Tanning is the process in which skin pigmentation darkens. The colouring occurs as the result of exposure to ultraviolet (UV) radiation from the sun or tanning lamps. It is caused by the formation in the skin of a black pigment called melanin.

Melanin absorbs UV rays. The formation of melanin is a natural reaction to protect the skin against UV rays. The resulting tan is a sign that the skin has reacted after undergoing profound cellular damage. This is why tanned skin should not be associated with health and beauty.

The effect of UV rays

The sun is essential to life. However, excessive exposure to the UV rays it emits can be harmful to your health.

The rays that produce a tan are UVB and UVA.

UVB rays

UVB rays do not penetrate the skin deep as they are generally blocked by the first layer of the skin, which is the epidermis. They cause reddening and burns, which are most commonly called ‘sunburns’.

UVB rays cause the development of new melanin in the skin. They produce a ‘delayed’ tan, which is a tan that appears 48 to 72 hours after exposure to the rays.

The sun is the main source of UVB rays. Artificial tanning lamps can also produce these rays in small quantity.

UVA rays

UVA rays penetrate deep into the skin, thus damaging elastin and collagen fibres. These fibres give the skin elasticity and firmness.

Contrary to UVB rays, UVA rays do not cause the development of new melanin. They activate the melanin that is already in your skin, thereby darkening it.

The UVA rays tan the skin without causing burns. For this reason, artificial tanning lamps mainly emit UVA rays.

Tanning produced with UVA rays is immediately apparent but fades away quickly.

The effect

Along with burns, UV rays can cause damages that accumulate with time. These damages can lead to consequences such as:

  • Accelerated aging of the skin (appearance of wrinkles)
  • Brown spots
  • Eye damage such as cataract
  • Weakening of the immune system
  • Development of skin cancers

UV rays can also cause the appearance of rosacea. Rosacea is a skin disease that mainly affects the face. It is manifested by the appearance of red spots.

People who naturally produce less melanin are more at risk of such damages. Such people often have the following:

  • Pale skin
  • Blue eyes
  • Blond or red hair

However, as the ozone layer which contributes to protect us is getting thinner, it is becoming more imperative to have protection from the sun and UV rays.

Increase in cases of skin cancer

UV rays cause cancer, whether from the sun or artificial tanning lamps.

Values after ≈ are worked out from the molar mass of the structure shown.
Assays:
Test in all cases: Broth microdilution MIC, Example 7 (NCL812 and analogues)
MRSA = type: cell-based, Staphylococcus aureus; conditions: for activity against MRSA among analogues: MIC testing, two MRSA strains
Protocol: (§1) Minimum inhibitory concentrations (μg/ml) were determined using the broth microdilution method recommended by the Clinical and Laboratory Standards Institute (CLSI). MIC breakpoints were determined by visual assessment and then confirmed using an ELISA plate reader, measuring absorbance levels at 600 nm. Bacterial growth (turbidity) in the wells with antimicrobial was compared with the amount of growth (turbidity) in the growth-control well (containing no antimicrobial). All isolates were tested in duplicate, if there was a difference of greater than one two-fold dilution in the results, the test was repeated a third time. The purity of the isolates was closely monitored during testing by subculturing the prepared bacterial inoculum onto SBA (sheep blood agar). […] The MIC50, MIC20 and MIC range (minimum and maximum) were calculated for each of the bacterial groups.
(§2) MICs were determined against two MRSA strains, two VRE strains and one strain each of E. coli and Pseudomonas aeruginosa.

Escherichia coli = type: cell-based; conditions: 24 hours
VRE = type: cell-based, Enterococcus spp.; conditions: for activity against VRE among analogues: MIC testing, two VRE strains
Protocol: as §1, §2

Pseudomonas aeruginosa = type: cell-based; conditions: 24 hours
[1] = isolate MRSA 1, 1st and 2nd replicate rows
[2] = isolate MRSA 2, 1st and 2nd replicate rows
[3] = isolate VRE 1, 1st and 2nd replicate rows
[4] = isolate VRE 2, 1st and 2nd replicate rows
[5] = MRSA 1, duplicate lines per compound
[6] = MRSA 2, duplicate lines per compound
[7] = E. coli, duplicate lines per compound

The Canadian Cancer Society This hyperlink will open in a new window. has estimated that in 2014, over 82,000 people in Canada would be diagnosed with skin cancer, and that 1,500 would die from it.

The deadly toll of melanoma

Melanoma is the deadliest skin cancer. It is one of the most common cancers among young adults.

In the province of Quebec, the number of melanoma cases has doubled since 1990. This increase is not surprising given the increase in tanning salon visits, especially among young women. Indeed, exposure to UV rays from artificial tanning devices before age 35 increases the risk of developing melanoma by 59%.

Three truths about tanning salons

1. Tanning in a salon is as risky as tanning in the sun

Artificial tanning is particularly damaging to skin. Contrary to popular belief, tanning indoor is no safer than tanning in the sun.

UV rays from tanning beds can be 10 to 15 times more intense than those from the sun. 20 minutes of exposure in a tanning bed may be equal to 2 hours on the beach under the hot midday sun.

Tanning salons mainly use UVA rays. As UVA rays produce a tan that fades rapidly, people who tan in salon are compelled to go back frequently in order to maintain their tan. Also, UVA rays create a false sense of safety as they generally do not cause burns.

2. Tanning in a salon does not offer base protection

Many people think that getting a tan before going on vacation prepares their skin for the sunlight. However, artificial tanning offers no effective protection against eventual sunburns.

In fact, a tan provides only a mild sun protection factor (SPF) of 2 to 4, whereas using a sunscreen with an SPF of 30 or higher is recommended.

Here are the only ways of avoiding a sunburn:

  • Wear protective clothing such as a wide-brimmed hat and a long-sleeved-shirt
  • Stay in the shade
  • Use sunscreen

For more information on protective measures against the sun, read Protection from the sun and UV rays.

3. Tanning salons do not fulfill vitamin D deficiency

Vitamin D is essential to your health. The skin’s production of vitamin D is only activated by UVB rays.

UVA rays emitted by tanning equipment do not prompt the skin to produce vitamin D.

Simple exposure to the rays of the sun for 5 to 15 minutes a day is enough to maintain sufficient intake of vitamin D.

In addition, vitamin D is found in various foods, including:

  • Milk and other dairy products
  • Fatty fishes such as salmon, trout and mackerel
  • Egg yolk

Over the counter vitamin D supplements are also available in pharmacies. They’re recommended for certain people, including the elderly, as their skin produces less vitamin D.

Under 18 prohibited from tanning salons

As of February 11, 2013 in the province of Quebec, a law forbids persons under 18 years of age from using artificial tanning services in a tanning salon.

This law was passed following results from recent scientific studies that clearly showed the health risks of artificial tanning.

For more information, contact 1 855 729‑6688 or consult the Act to prevent skin cancer caused by artificial tanning This hyperlink will open in a new window..

Last update: June 13, 2023


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